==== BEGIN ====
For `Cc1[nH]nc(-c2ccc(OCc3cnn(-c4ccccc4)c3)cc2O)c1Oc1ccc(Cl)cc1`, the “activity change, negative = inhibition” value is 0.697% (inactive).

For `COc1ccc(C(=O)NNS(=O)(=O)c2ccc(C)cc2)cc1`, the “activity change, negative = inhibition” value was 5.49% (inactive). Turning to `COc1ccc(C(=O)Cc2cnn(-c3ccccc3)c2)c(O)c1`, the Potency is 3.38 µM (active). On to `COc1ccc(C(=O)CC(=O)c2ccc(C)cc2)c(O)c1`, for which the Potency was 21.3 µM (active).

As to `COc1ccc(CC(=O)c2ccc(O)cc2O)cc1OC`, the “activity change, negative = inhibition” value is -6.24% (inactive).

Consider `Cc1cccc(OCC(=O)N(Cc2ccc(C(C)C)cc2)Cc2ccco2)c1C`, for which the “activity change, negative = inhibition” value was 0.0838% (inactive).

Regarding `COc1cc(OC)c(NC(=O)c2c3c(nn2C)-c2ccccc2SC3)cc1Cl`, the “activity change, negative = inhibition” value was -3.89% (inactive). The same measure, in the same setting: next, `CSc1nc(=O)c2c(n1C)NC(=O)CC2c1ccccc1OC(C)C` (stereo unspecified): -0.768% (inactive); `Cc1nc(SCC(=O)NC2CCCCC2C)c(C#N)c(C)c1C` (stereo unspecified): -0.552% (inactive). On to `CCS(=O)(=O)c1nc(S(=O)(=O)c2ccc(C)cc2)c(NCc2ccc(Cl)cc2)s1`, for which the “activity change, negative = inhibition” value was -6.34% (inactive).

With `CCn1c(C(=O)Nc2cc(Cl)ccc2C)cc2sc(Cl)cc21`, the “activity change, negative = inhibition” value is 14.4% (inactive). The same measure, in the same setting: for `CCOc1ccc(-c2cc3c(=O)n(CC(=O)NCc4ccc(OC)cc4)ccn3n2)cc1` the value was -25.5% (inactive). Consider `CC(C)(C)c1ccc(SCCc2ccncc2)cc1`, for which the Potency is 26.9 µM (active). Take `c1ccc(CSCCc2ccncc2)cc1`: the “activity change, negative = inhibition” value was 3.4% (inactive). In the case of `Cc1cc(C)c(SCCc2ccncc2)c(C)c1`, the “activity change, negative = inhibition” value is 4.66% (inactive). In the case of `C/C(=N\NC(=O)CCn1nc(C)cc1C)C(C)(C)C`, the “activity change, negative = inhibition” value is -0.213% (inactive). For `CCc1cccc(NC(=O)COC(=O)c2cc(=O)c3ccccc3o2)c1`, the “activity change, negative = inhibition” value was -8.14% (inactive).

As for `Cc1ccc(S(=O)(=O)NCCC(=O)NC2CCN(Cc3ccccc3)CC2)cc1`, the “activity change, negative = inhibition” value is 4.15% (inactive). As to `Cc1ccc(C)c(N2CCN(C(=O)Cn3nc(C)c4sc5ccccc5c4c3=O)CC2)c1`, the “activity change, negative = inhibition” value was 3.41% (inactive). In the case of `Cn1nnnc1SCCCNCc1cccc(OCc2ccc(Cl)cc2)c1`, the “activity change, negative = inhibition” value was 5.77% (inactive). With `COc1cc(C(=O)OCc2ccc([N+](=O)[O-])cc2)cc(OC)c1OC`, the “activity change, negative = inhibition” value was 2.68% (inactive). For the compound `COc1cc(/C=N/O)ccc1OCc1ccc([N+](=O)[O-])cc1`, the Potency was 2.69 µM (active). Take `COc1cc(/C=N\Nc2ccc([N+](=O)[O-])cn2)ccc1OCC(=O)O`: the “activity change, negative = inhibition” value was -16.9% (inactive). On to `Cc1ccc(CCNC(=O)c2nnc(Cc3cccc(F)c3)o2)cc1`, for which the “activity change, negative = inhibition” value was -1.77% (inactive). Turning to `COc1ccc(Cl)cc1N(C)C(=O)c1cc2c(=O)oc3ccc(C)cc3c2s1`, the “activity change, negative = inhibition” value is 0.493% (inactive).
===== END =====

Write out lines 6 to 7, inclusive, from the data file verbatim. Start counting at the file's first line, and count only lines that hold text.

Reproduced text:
With `CCn1c(C(=O)Nc2cc(Cl)ccc2C)cc2sc(Cl)cc21`, the “activity change, negative = inhibition” value is 14.4% (inactive). The same measure, in the same setting: for `CCOc1ccc(-c2cc3c(=O)n(CC(=O)NCc4ccc(OC)cc4)ccn3n2)cc1` the value was -25.5% (inactive). Consider `CC(C)(C)c1ccc(SCCc2ccncc2)cc1`, for which the Potency is 26.9 µM (active). Take `c1ccc(CSCCc2ccncc2)cc1`: the “activity change, negative = inhibition” value was 3.4% (inactive). In the case of `Cc1cc(C)c(SCCc2ccncc2)c(C)c1`, the “activity change, negative = inhibition” value is 4.66% (inactive). In the case of `C/C(=N\NC(=O)CCn1nc(C)cc1C)C(C)(C)C`, the “activity change, negative = inhibition” value is -0.213% (inactive). For `CCc1cccc(NC(=O)COC(=O)c2cc(=O)c3ccccc3o2)c1`, the “activity change, negative = inhibition” value was -8.14% (inactive).

As for `Cc1ccc(S(=O)(=O)NCCC(=O)NC2CCN(Cc3ccccc3)CC2)cc1`, the “activity change, negative = inhibition” value is 4.15% (inactive). As to `Cc1ccc(C)c(N2CCN(C(=O)Cn3nc(C)c4sc5ccccc5c4c3=O)CC2)c1`, the “activity change, negative = inhibition” value was 3.41% (inactive). In the case of `Cn1nnnc1SCCCNCc1cccc(OCc2ccc(Cl)cc2)c1`, the “activity change, negative = inhibition” value was 5.77% (inactive). With `COc1cc(C(=O)OCc2ccc([N+](=O)[O-])cc2)cc(OC)c1OC`, the “activity change, negative = inhibition” value was 2.68% (inactive). For the compound `COc1cc(/C=N/O)ccc1OCc1ccc([N+](=O)[O-])cc1`, the Potency was 2.69 µM (active). Take `COc1cc(/C=N\Nc2ccc([N+](=O)[O-])cn2)ccc1OCC(=O)O`: the “activity change, negative = inhibition” value was -16.9% (inactive). On to `Cc1ccc(CCNC(=O)c2nnc(Cc3cccc(F)c3)o2)cc1`, for which the “activity change, negative = inhibition” value was -1.77% (inactive). Turning to `COc1ccc(Cl)cc1N(C)C(=O)c1cc2c(=O)oc3ccc(C)cc3c2s1`, the “activity change, negative = inhibition” value is 0.493% (inactive).